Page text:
OTHER VOICES OTHER WORLDS: The Global Church speaks out on Homosexuality (BOOK REVIEW)

Darton Longman & Todd 2006, ISBN 0 232 52569 2.

John Cook

This much-needed book is edited by Terry Brown, Anglican Bishop of Malaita in the Pacific Islands Province of Melanesia. A few of the 28 contributors are from Europe, Australia or North America; most of them are not. The history and traditions of indigenous African, Asian, and other cultures make it clear that there has always existed a diversity of human sexualities, and that homosexuality is not a disease imported from the West. Homosexuality is a global phenomenon found in all cultures, all religions. Chapter 1 is written by Martin Brokenleg, the Director of the Native Ministries Programme and Professor of First Nations Theology at the Vancouver School of Theology. He invites us to imagine a reservation in the USA fifty years ago. Three hundred Sioux (who call themselves Lakota) gather for a feast followed by a social dance. The Lakota people have two forms of their language; one spoken by men, one spoken by women. Men and women understand both forms of their language. Men and women dress differently according to their gender.

One man sits with the women and speaks Lakota using the grammar and sentence structure appropriate for women. As the food is served to the men, children and women who are guests, this man helps with the serving. He performs all the tasks of a woman. During the dancing the man shuffles to the circle’s perimeter, stands side-by-side with the
women, and dances in the bended-knee style of Lakota women. He dances as an honoured member of the Lakota community. He is W’i’nkte – a man who speaks with women’s language (Women’s Lakota). Traditional Lakota people regard him as a sacred person who is understood to be powerful.

Native North American cultures are normally female-led cultures. In Navajo society one introduces oneself as being of the mother’s clan, ‘born for’ the father’s clan. Women own property, men own the weapons with which they defend the women and children. This much-needed book thus opens with a chapter revealing a far greater variety of sexuality and gender-roles than those who claim to speak for “orthodox” Christianity recognise or acknowledge. Other chapters written by indigenous people of Africa including Nigeria), Asia and New Zealand, reveal still more diversity. Ancient Chinese literature, such as classical novels, opera, songs and poems, show that homo-, bi- and trans-sexual practices were very common phenomena; they were not imported from the West. An unbiased person might suspect God our Creator of liking variety.Christian leaders such as Moses Tay, former Bishop of Singapore, claim to be following the teaching of the Bible when they condemn homosexuality. This is challenged by other Asian leaders such Bishop as Duleep de Chickera, of Colombo, Sir Lanka. He points out that at times biblical texts seem to give contradictory teaching or direction. A Cardinal responded to a criticism that one of his priests was outside God’s grace because in Romans 1:26–27 St. Paul condemns homosexuality as a sin. Acknowledging the sexual orientation of the priest concerned, the Cardinal described him as one of his finest and most caring, creative and sensitive priests. He was able to see in this priest, more than in most others, the qualities of love, joy, peace, patience, kindness, generosity, faithfulness, gentleness, self-control: all fruit of the Holy Spirit enumerated by the same St. Paul (Galatians 5:22).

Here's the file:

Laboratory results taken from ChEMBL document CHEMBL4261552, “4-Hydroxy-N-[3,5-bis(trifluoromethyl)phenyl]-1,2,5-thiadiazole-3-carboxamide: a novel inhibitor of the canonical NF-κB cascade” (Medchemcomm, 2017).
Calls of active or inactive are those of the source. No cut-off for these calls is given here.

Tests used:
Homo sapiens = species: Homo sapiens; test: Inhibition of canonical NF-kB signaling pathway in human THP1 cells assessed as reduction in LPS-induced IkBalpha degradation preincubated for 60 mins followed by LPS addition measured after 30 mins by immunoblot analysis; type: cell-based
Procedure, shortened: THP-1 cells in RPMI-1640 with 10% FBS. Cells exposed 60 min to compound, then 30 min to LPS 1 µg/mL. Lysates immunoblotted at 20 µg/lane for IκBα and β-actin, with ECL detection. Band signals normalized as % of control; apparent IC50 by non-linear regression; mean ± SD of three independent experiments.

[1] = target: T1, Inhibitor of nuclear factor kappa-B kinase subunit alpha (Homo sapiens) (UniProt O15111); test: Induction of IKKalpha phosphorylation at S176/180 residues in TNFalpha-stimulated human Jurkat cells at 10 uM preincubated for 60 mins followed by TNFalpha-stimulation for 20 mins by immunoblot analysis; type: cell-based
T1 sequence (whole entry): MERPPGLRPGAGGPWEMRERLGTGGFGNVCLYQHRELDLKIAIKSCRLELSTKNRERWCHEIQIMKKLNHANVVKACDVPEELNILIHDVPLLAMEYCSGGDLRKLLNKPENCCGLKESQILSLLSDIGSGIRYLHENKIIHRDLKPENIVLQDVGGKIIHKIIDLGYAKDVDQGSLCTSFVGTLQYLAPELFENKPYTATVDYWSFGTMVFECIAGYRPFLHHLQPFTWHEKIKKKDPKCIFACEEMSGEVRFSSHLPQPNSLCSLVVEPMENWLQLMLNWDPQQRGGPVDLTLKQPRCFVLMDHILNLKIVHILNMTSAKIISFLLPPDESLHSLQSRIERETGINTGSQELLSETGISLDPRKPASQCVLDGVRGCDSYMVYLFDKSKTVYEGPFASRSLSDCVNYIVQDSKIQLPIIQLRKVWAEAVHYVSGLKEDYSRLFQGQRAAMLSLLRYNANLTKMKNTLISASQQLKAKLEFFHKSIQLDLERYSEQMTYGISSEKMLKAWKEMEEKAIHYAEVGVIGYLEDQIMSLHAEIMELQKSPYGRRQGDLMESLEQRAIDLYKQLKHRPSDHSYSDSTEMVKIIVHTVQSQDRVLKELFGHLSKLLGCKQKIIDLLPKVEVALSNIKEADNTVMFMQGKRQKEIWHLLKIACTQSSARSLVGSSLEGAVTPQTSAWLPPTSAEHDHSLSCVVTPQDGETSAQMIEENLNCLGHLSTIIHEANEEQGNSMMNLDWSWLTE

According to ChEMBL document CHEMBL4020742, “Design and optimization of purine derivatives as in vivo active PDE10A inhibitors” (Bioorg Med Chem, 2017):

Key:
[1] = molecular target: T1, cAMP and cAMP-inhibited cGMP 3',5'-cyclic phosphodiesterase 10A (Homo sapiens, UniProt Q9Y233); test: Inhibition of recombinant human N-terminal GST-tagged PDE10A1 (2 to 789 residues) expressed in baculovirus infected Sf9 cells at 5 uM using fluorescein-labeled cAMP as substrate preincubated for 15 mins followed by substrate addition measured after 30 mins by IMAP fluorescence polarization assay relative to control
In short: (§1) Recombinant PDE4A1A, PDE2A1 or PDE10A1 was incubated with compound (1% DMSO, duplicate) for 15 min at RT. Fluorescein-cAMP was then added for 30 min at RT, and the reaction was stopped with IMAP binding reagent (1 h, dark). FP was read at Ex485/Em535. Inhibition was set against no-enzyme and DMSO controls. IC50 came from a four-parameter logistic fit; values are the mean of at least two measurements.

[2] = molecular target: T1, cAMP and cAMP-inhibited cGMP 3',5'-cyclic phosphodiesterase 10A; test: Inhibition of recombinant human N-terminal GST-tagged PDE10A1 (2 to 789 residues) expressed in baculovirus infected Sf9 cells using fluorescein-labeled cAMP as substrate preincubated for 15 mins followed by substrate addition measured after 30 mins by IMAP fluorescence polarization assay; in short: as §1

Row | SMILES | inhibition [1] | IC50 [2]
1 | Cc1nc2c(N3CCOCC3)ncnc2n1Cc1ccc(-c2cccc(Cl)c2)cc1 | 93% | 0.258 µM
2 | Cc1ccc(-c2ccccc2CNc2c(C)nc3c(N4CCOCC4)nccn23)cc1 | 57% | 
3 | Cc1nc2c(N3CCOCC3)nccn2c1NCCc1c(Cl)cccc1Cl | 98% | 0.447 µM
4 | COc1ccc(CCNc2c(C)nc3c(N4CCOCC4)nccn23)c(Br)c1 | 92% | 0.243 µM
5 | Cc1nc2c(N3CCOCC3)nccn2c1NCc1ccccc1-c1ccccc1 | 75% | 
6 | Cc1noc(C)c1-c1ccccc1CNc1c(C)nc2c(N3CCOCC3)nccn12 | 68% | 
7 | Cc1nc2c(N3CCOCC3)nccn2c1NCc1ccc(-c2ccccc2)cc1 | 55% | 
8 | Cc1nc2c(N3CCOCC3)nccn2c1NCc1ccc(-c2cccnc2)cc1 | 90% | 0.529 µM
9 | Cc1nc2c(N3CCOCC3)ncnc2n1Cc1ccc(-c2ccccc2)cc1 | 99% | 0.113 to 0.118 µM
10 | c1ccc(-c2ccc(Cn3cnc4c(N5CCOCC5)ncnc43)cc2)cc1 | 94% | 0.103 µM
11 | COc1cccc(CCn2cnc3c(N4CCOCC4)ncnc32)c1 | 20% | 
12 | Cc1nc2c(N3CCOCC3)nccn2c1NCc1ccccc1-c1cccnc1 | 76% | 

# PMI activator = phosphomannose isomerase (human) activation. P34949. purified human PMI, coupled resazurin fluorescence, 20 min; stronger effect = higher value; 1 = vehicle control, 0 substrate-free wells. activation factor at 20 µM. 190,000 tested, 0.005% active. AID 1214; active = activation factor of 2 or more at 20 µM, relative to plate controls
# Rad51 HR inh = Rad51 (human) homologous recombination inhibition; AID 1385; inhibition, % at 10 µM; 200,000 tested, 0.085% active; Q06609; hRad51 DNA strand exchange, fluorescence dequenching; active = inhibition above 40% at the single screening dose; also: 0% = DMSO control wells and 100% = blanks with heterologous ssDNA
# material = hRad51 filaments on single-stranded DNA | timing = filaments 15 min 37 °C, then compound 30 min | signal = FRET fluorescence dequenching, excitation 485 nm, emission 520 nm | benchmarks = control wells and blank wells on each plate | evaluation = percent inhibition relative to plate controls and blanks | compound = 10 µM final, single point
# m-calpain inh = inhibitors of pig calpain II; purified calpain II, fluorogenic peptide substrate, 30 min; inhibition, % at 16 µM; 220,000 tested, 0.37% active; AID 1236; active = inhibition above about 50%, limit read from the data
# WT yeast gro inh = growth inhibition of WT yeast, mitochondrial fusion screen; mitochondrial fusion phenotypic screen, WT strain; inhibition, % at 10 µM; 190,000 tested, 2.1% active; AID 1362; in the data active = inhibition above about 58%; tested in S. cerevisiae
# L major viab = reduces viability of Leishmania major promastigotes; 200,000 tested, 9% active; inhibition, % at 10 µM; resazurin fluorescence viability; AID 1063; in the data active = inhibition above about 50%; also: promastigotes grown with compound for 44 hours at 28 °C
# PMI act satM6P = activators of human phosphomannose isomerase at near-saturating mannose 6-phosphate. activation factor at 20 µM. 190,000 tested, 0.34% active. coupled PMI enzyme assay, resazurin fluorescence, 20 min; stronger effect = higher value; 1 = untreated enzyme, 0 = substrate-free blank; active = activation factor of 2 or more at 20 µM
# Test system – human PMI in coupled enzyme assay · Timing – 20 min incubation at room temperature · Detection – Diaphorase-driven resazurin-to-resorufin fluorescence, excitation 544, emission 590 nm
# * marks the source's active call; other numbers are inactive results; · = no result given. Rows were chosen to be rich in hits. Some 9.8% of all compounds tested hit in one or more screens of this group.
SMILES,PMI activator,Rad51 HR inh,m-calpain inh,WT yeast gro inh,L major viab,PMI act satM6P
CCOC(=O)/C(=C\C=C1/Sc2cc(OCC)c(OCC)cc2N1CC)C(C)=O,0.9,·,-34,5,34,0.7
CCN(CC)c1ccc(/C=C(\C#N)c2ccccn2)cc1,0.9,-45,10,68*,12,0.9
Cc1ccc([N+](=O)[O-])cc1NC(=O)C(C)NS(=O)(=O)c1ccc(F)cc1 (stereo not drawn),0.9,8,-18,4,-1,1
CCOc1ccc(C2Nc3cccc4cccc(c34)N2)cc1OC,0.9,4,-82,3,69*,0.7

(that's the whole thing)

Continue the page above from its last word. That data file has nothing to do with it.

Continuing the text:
The over-riding biblical themes of grace, love, mercy, salvation, must impact upon isolated verses such as those quoted to condemn homosexuality. Jesus said that people shall be known by their fruits. One of the encouraging features of the book is the accounts of people who are not heterosexual and who maintain their Christian faith and practice despite being coldshouldered (or worse). Groups of such Christians are to be found in Hong Kong, Singapore and Sydney to name but three. The book mentions a number of websites from which further information can be gained.

The 28 chapters are well-written by sensitive people who know about the subjects upon which they write, and who know the love of God for themselves and for all the diverse people He has made. I shall continue to re-read this book, and I recommend it to bishops attending Lambeth 2008.

Leave a Reply